Jon Chait follows up his article on the gap between productivity and wages, with a published chat with Robert Rubin and Peter Orszag on the issue. The current issue of TAP, meanwhile, has a package of articles on policies to create high-wage jobs.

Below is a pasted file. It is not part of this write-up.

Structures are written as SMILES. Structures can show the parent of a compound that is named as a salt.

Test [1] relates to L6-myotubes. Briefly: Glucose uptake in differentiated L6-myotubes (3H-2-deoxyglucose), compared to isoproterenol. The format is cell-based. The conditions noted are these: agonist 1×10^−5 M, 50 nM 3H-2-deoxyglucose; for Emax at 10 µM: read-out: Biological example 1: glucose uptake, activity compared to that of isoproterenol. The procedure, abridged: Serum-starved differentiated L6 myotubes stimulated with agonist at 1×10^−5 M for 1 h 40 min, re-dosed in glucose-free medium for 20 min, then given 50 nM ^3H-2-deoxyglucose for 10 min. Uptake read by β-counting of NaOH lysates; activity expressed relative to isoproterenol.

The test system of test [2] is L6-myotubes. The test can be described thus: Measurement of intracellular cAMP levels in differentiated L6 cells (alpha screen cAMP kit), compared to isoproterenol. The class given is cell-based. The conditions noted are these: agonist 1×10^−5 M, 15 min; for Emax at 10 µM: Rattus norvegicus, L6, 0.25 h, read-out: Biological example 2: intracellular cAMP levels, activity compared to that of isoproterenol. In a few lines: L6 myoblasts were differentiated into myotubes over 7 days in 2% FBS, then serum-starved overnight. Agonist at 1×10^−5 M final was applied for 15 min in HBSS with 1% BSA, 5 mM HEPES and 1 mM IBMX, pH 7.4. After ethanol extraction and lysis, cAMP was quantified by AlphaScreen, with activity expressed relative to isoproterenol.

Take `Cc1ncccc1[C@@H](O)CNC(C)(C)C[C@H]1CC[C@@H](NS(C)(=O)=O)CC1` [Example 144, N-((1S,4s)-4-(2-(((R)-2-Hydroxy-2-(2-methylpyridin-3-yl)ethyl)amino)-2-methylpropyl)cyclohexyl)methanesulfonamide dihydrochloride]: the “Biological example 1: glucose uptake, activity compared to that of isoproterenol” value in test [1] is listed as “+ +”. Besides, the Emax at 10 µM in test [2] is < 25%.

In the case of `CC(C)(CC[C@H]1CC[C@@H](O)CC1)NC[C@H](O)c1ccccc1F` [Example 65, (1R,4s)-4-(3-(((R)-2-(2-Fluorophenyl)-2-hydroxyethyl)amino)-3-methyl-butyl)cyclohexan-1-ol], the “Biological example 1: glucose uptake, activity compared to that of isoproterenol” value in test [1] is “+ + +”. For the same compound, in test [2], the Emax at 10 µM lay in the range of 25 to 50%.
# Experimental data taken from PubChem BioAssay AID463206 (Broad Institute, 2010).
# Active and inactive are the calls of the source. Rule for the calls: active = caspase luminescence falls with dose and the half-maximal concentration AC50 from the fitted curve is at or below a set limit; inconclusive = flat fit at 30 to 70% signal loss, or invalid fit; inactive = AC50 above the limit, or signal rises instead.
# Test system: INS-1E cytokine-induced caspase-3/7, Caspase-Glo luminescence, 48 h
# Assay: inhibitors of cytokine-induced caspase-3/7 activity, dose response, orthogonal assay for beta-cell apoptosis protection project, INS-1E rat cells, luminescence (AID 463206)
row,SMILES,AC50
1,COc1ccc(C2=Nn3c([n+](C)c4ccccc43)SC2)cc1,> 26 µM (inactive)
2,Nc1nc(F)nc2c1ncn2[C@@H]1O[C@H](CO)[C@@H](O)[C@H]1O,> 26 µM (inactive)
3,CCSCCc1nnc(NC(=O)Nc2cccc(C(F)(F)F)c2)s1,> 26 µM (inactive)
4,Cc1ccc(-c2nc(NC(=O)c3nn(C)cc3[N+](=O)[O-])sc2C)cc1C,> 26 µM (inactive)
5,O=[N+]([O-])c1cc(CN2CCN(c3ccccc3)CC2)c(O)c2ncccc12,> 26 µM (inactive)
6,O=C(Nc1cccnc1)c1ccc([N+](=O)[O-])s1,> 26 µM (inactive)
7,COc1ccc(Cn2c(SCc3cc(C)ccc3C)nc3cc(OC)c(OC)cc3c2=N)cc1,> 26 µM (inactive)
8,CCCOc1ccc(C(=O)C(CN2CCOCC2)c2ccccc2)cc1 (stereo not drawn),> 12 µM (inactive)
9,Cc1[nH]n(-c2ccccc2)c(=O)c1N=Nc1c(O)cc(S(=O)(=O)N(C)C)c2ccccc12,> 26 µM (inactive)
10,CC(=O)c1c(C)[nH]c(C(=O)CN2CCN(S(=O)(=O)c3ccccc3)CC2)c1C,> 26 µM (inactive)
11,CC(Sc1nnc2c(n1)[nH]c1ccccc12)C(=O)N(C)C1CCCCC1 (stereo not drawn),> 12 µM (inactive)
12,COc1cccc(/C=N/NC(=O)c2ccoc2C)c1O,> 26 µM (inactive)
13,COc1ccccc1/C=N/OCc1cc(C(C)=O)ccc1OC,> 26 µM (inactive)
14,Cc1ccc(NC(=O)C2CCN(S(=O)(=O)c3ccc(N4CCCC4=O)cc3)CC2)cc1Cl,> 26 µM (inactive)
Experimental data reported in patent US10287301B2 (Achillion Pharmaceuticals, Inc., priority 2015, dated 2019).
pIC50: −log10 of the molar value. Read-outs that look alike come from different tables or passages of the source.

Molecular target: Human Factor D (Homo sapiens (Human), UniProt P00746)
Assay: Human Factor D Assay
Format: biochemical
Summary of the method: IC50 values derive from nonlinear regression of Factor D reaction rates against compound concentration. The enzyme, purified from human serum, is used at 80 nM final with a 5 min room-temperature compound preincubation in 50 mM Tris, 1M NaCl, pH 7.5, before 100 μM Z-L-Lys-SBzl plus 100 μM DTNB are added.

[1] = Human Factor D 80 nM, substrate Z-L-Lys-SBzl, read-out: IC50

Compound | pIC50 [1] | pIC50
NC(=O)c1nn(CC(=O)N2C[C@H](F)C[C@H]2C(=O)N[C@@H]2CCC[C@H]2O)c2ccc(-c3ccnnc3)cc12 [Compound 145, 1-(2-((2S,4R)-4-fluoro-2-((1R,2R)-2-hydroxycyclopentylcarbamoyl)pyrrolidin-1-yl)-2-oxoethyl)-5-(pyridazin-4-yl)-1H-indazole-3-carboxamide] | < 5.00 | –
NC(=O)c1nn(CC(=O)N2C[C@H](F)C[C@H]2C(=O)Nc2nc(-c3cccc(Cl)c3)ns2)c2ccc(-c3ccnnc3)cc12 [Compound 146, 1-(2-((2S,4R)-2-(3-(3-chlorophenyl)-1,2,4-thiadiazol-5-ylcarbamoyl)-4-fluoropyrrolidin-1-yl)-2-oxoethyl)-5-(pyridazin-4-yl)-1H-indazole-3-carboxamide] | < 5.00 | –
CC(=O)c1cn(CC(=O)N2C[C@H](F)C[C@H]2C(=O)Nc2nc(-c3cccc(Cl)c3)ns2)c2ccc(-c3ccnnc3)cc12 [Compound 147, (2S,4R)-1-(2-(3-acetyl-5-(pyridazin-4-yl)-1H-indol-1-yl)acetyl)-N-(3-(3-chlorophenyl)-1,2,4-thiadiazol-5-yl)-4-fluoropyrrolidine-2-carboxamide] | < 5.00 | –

Let me just observe with regard to Rubin and Orszag that I feel like they’re neglecting the possibility that tax rates influence pre-tax distribution. To take an extreme example for illustrative purposes, if you had a 90 percent tax bracket kick in for people making over $400,000 a year, it would make much more sense to try and hire two people each making $400,000 than to try and hire a “superstar” for $800,000. The additional $400,000 you’d be paying in salary to the superstar would only buy $40,000 worth of labor, which is a pretty crappy deal for the employer. Bush’s cut in the top rate wasn’t super-dramatic on that scale, but if you look at the long-term Carter-Reagan-Bush-Clinton-Bush trajectory, the top marginal income tax rate actually is way lower than it used to be.